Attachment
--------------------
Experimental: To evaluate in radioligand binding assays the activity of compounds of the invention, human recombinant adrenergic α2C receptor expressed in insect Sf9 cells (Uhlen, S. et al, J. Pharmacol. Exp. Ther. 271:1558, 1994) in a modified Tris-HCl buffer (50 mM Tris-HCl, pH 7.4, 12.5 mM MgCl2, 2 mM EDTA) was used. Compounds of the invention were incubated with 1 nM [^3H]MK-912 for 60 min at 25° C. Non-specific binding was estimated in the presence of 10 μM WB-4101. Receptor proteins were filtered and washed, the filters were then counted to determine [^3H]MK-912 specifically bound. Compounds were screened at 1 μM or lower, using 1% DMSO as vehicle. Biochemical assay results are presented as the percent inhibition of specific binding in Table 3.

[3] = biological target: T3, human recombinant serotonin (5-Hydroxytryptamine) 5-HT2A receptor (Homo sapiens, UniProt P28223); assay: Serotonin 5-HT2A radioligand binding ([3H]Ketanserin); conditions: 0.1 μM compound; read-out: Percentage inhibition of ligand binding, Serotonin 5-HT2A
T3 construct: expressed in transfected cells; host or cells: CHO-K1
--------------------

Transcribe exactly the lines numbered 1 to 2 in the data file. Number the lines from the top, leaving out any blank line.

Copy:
Experimental: To evaluate in radioligand binding assays the activity of compounds of the invention, human recombinant adrenergic α2C receptor expressed in insect Sf9 cells (Uhlen, S. et al, J. Pharmacol. Exp. Ther. 271:1558, 1994) in a modified Tris-HCl buffer (50 mM Tris-HCl, pH 7.4, 12.5 mM MgCl2, 2 mM EDTA) was used. Compounds of the invention were incubated with 1 nM [^3H]MK-912 for 60 min at 25° C. Non-specific binding was estimated in the presence of 10 μM WB-4101. Receptor proteins were filtered and washed, the filters were then counted to determine [^3H]MK-912 specifically bound. Compounds were screened at 1 μM or lower, using 1% DMSO as vehicle. Biochemical assay results are presented as the percent inhibition of specific binding in Table 3.

[3] = biological target: T3, human recombinant serotonin (5-Hydroxytryptamine) 5-HT2A receptor (Homo sapiens, UniProt P28223); assay: Serotonin 5-HT2A radioligand binding ([3H]Ketanserin); conditions: 0.1 μM compound; read-out: Percentage inhibition of ligand binding, Serotonin 5-HT2A